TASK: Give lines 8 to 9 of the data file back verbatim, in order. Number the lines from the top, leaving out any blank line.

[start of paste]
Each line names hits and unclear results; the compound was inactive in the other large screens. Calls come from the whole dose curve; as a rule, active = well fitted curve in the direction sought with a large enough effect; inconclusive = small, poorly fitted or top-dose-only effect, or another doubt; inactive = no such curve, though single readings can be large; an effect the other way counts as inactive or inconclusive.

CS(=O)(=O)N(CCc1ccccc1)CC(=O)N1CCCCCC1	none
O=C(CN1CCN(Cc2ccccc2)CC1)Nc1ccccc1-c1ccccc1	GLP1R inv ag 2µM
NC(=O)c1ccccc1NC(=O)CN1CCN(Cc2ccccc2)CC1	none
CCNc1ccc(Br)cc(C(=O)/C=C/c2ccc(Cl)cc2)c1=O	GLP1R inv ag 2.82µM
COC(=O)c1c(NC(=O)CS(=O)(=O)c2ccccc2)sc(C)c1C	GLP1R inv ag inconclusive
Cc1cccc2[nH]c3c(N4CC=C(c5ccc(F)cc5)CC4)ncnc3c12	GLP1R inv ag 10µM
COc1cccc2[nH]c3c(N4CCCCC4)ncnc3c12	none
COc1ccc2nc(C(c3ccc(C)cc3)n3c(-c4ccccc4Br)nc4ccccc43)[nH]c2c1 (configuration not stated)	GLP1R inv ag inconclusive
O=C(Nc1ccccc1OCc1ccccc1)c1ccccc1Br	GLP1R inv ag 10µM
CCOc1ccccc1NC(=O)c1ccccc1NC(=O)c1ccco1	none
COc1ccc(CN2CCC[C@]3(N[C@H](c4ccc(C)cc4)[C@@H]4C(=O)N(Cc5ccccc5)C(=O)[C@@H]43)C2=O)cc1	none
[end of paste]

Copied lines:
COc1cccc2[nH]c3c(N4CCCCC4)ncnc3c12	none
COc1ccc2nc(C(c3ccc(C)cc3)n3c(-c4ccccc4Br)nc4ccccc43)[nH]c2c1 (configuration not stated)	GLP1R inv ag inconclusive